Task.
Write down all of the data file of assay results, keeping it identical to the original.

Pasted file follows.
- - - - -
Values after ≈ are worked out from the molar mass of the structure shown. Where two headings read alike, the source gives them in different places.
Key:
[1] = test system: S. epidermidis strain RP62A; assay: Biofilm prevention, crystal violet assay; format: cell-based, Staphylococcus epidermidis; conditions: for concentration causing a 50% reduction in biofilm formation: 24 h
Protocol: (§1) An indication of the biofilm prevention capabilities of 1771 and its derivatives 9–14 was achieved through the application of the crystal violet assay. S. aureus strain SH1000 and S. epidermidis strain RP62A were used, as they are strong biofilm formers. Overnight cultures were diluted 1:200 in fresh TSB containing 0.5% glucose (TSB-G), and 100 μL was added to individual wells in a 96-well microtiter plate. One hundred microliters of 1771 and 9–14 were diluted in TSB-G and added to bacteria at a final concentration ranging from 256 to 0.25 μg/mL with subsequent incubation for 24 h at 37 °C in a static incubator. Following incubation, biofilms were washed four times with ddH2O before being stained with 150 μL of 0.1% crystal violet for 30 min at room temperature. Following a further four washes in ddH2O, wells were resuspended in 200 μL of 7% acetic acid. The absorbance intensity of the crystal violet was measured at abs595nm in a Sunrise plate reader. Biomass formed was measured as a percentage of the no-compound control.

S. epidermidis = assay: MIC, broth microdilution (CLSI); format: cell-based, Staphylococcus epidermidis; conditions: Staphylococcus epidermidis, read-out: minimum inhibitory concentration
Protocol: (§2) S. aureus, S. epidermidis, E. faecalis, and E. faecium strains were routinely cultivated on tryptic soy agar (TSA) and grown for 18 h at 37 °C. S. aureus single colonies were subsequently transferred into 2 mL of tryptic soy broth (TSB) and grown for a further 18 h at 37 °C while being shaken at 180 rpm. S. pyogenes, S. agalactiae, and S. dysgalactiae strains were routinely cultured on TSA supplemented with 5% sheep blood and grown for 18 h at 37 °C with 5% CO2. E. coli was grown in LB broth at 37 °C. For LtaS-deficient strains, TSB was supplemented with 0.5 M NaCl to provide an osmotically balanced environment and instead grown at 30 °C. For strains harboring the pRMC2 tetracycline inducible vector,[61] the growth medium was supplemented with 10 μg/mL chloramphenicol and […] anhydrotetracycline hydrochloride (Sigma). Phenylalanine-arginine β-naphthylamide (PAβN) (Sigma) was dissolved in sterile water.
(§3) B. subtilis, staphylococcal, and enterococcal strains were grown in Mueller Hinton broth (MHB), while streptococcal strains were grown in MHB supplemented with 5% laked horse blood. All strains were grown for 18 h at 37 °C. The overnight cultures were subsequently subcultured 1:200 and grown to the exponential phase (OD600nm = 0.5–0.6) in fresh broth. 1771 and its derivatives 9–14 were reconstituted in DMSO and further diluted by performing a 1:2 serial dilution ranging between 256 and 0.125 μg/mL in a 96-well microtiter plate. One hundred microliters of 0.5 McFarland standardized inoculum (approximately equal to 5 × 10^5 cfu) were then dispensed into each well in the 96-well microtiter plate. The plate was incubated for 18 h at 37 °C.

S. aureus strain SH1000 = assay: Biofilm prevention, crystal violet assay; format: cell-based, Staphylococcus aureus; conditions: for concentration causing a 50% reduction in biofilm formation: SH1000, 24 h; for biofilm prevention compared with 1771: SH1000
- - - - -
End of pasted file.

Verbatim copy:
Values after ≈ are worked out from the molar mass of the structure shown. Where two headings read alike, the source gives them in different places.
Key:
[1] = test system: S. epidermidis strain RP62A; assay: Biofilm prevention, crystal violet assay; format: cell-based, Staphylococcus epidermidis; conditions: for concentration causing a 50% reduction in biofilm formation: 24 h
Protocol: (§1) An indication of the biofilm prevention capabilities of 1771 and its derivatives 9–14 was achieved through the application of the crystal violet assay. S. aureus strain SH1000 and S. epidermidis strain RP62A were used, as they are strong biofilm formers. Overnight cultures were diluted 1:200 in fresh TSB containing 0.5% glucose (TSB-G), and 100 μL was added to individual wells in a 96-well microtiter plate. One hundred microliters of 1771 and 9–14 were diluted in TSB-G and added to bacteria at a final concentration ranging from 256 to 0.25 μg/mL with subsequent incubation for 24 h at 37 °C in a static incubator. Following incubation, biofilms were washed four times with ddH2O before being stained with 150 μL of 0.1% crystal violet for 30 min at room temperature. Following a further four washes in ddH2O, wells were resuspended in 200 μL of 7% acetic acid. The absorbance intensity of the crystal violet was measured at abs595nm in a Sunrise plate reader. Biomass formed was measured as a percentage of the no-compound control.

S. epidermidis = assay: MIC, broth microdilution (CLSI); format: cell-based, Staphylococcus epidermidis; conditions: Staphylococcus epidermidis, read-out: minimum inhibitory concentration
Protocol: (§2) S. aureus, S. epidermidis, E. faecalis, and E. faecium strains were routinely cultivated on tryptic soy agar (TSA) and grown for 18 h at 37 °C. S. aureus single colonies were subsequently transferred into 2 mL of tryptic soy broth (TSB) and grown for a further 18 h at 37 °C while being shaken at 180 rpm. S. pyogenes, S. agalactiae, and S. dysgalactiae strains were routinely cultured on TSA supplemented with 5% sheep blood and grown for 18 h at 37 °C with 5% CO2. E. coli was grown in LB broth at 37 °C. For LtaS-deficient strains, TSB was supplemented with 0.5 M NaCl to provide an osmotically balanced environment and instead grown at 30 °C. For strains harboring the pRMC2 tetracycline inducible vector,[61] the growth medium was supplemented with 10 μg/mL chloramphenicol and […] anhydrotetracycline hydrochloride (Sigma). Phenylalanine-arginine β-naphthylamide (PAβN) (Sigma) was dissolved in sterile water.
(§3) B. subtilis, staphylococcal, and enterococcal strains were grown in Mueller Hinton broth (MHB), while streptococcal strains were grown in MHB supplemented with 5% laked horse blood. All strains were grown for 18 h at 37 °C. The overnight cultures were subsequently subcultured 1:200 and grown to the exponential phase (OD600nm = 0.5–0.6) in fresh broth. 1771 and its derivatives 9–14 were reconstituted in DMSO and further diluted by performing a 1:2 serial dilution ranging between 256 and 0.125 μg/mL in a 96-well microtiter plate. One hundred microliters of 0.5 McFarland standardized inoculum (approximately equal to 5 × 10^5 cfu) were then dispensed into each well in the 96-well microtiter plate. The plate was incubated for 18 h at 37 °C.

S. aureus strain SH1000 = assay: Biofilm prevention, crystal violet assay; format: cell-based, Staphylococcus aureus; conditions: for concentration causing a 50% reduction in biofilm formation: SH1000, 24 h; for biofilm prevention compared with 1771: SH1000